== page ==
Utah Jazz: Jeremy Lin Torches Jazz Point Guards, Underscores Team's Weakness
Lin's efforts should be commended. It is always good to see another player make a name for himself in the NBA, and Lin is en route to do so with his recent performances against the Jazz, along with a 25-point, seven-assist night in a 99-92 win against the New Jersey Nets.
The main issue for Utah is that their point guards have been exposed as a serious weakness in recent games, and there are not any signs of improvement on the horizon.
If Lin's performance stood alone it could be viewed as an anomaly, something worth mentioning but not worrying about. That is not the case here.
Point guards have been feasting on the Jazz in recent games. Examples include: Golden State's Stephen Curry dropping 29 points and 12 assists on the Jazz on Feb. 2; the Los Angeles Clippers' Chris Paul's 32 point, 11 assist night on Feb. 1; and the Minnesota Timberwolves' Ricky Rubio's 17 points and 11 assists on Jan. 21.
Granted these cases are against some of the best point guards in the league, but looking over the course of the season there have been several instances where the point guard play against the Jazz has been outright explosive.
If it came down to merely a war of points, where Utah's point guards were being scored on and scoring on opponents equally this may not be an issue. If you are able to fight fire with fire, well, everyone ends up getting burned.
The Jazz do not have fire on their side.
Who should be Utah's starting point guard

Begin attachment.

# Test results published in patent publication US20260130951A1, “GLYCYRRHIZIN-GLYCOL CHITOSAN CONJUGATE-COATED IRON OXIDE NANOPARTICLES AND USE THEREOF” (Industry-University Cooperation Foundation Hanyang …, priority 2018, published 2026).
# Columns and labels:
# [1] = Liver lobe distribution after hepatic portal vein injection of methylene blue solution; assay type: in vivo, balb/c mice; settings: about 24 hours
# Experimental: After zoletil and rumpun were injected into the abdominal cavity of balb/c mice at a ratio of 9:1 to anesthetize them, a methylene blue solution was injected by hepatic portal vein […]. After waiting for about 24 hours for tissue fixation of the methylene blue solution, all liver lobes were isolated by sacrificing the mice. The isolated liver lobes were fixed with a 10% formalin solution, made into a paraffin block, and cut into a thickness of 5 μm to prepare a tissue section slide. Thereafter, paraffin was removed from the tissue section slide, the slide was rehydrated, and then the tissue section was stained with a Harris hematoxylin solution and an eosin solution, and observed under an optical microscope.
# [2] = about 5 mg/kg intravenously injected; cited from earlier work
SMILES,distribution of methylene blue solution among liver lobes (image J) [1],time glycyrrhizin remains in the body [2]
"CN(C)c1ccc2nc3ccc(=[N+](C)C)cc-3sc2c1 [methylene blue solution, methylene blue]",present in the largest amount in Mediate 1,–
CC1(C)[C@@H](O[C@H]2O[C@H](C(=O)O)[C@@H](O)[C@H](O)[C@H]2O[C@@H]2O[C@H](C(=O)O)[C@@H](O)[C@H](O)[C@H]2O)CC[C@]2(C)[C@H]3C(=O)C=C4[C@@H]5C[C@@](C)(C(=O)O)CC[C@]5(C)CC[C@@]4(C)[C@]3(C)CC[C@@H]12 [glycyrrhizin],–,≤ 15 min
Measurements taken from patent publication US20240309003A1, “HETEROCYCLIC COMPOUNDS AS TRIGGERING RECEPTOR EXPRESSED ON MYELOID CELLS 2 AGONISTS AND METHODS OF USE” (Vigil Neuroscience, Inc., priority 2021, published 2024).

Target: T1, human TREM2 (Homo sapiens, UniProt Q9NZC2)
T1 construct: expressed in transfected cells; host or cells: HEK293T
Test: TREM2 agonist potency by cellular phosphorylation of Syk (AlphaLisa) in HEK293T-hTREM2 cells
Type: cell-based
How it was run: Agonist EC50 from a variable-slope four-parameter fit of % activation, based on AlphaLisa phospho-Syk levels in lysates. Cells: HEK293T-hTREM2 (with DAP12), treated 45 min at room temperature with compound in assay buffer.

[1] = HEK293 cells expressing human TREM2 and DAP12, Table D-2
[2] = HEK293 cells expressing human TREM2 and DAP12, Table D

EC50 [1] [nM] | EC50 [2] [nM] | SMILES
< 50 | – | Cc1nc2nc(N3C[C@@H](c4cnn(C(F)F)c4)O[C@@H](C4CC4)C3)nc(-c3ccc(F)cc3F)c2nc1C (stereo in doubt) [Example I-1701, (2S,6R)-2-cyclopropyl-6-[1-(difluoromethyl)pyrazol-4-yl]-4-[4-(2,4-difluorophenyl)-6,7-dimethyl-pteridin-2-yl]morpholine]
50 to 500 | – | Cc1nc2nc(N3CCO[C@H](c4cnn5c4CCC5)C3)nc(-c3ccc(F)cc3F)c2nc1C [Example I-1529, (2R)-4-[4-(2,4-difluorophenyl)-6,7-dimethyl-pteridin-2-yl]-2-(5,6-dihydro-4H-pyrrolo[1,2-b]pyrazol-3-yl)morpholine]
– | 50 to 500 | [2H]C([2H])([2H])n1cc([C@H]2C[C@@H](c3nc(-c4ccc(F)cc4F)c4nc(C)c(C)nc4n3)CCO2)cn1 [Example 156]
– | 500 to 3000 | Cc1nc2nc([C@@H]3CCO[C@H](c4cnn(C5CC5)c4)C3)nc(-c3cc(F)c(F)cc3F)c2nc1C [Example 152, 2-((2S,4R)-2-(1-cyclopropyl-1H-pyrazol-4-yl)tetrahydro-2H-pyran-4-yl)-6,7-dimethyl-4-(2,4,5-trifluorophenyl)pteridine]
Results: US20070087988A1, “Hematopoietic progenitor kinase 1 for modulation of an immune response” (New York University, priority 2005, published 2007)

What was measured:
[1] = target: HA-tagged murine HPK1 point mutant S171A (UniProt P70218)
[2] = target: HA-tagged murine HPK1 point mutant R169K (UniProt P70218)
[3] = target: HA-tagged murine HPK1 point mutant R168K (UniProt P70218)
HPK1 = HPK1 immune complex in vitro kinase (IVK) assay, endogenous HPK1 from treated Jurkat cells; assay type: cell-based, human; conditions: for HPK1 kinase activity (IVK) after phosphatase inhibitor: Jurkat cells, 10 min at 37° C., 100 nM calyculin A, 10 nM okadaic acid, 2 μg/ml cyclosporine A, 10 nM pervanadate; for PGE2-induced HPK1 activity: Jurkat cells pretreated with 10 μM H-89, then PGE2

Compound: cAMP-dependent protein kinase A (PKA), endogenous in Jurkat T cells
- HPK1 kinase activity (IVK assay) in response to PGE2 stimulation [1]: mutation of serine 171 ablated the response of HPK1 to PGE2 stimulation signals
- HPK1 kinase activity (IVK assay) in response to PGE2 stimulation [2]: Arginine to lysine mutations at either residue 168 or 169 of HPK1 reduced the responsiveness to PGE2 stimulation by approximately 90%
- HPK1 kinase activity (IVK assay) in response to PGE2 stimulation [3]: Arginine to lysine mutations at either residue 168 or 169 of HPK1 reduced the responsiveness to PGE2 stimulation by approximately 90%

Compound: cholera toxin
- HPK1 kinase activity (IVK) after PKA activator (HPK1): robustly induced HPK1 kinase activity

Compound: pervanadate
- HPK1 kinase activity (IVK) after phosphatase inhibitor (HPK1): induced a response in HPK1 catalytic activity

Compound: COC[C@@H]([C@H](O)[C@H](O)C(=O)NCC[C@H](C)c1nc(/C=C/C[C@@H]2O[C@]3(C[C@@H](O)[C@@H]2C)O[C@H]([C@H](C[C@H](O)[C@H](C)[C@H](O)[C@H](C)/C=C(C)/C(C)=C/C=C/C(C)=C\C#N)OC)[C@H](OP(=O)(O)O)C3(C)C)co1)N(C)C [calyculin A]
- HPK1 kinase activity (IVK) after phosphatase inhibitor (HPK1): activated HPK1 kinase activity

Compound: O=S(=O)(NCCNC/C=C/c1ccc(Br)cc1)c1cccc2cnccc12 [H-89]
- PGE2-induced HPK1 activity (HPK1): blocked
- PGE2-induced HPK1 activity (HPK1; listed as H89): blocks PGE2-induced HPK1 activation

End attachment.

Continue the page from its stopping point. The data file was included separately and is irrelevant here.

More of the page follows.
The point guard duties for Utah, handled mostly by Devin Harris and Earl Watson (though also marginally by Jamaal Tinsley), currently rank 27th in the league in scoring (13.1 points per game). Though that slightly increases to 26th in the league while playing at home (14.3 points per game, yeah EnergySolutions!), their 10.9 points per game on the road puts them only slightly ahead of Orlando’s league-worst 9.8 points.
Against playoff teams, the Jazz point guards rank dead last in scoring, at only 11.6 points per game.
Using Hollinger's player efficiency rating (PER) metrics, the net production of the Jazz point guards is -4.0, compared to +8.0 for Utah's dominating power forwards of Paul Millsap and Derrick Favors.
The situation in Utah is clear, as is their Achilles's heal. Whether or not anything can be done about it this season remains a question, but the Jazz should make this a top priority come the 2012 NBA Draft.
What is the duplicate article?
Why is this article offensive?
Where is this article plagiarized from?
Why is this article poorly edited?